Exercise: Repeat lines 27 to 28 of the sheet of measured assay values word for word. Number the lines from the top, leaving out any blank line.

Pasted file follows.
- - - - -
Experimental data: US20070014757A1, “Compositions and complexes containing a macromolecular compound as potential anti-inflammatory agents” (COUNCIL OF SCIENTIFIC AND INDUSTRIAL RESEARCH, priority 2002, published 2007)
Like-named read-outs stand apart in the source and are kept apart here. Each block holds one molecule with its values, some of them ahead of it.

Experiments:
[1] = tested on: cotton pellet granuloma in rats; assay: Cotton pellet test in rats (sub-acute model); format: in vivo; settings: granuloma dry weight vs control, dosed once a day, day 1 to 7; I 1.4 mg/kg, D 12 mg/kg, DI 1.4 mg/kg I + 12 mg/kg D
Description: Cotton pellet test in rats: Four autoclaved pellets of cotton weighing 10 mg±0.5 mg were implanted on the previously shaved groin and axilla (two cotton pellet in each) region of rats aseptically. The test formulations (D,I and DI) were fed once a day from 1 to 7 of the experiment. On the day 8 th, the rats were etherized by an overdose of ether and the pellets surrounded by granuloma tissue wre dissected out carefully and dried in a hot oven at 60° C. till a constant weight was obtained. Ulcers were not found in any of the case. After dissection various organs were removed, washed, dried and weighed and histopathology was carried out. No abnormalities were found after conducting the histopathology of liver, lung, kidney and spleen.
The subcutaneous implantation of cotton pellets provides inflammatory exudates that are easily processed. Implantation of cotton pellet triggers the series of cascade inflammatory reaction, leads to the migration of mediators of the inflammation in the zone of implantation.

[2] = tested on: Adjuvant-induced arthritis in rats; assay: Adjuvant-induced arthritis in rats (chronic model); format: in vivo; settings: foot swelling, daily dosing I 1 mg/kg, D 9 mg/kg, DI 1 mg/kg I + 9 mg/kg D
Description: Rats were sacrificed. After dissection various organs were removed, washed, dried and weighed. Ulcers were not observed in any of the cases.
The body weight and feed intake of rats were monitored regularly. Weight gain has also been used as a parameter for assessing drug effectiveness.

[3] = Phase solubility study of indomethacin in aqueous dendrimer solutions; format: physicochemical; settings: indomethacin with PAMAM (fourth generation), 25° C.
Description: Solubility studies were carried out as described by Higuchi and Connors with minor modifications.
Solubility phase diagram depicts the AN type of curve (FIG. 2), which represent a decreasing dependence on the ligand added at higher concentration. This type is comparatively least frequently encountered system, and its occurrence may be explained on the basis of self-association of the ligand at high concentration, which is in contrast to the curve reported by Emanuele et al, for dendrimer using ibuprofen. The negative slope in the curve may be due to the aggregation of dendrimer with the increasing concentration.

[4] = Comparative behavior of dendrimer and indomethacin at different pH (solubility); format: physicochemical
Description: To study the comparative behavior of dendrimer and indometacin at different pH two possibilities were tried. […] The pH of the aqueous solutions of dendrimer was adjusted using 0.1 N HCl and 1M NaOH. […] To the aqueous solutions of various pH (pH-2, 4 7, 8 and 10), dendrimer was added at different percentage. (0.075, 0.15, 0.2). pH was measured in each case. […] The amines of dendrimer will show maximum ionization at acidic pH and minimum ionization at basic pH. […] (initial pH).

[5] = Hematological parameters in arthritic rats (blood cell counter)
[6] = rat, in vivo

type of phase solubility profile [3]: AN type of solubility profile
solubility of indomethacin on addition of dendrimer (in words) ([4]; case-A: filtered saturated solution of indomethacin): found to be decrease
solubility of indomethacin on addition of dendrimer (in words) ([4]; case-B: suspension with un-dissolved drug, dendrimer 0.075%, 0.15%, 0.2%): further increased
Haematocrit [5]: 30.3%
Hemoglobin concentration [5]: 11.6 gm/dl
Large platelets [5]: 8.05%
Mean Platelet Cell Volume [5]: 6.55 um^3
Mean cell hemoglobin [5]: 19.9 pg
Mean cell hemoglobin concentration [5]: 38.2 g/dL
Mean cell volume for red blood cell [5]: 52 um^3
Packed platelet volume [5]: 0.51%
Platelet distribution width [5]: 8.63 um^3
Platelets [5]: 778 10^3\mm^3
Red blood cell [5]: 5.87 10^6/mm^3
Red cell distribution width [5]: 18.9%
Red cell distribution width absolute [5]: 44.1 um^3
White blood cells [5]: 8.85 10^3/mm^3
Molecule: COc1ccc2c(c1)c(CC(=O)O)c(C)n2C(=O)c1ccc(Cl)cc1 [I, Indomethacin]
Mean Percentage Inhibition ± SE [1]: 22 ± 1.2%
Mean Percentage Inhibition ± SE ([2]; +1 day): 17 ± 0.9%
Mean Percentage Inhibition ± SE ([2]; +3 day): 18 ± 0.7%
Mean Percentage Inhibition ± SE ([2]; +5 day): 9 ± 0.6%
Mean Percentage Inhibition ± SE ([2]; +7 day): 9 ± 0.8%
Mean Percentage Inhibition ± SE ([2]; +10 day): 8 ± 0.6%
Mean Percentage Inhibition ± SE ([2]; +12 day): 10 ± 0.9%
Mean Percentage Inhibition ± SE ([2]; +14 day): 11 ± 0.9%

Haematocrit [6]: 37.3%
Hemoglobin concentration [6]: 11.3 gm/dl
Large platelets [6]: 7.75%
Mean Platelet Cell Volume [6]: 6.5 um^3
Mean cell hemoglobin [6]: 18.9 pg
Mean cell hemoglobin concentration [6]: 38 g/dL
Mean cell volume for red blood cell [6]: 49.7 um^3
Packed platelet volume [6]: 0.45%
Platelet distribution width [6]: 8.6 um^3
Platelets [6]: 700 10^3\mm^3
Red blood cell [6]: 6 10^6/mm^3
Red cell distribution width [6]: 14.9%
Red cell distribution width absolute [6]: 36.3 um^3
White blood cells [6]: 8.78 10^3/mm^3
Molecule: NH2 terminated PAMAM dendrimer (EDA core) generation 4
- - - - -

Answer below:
Packed platelet volume [5]: 0.51%
Platelet distribution width [5]: 8.63 um^3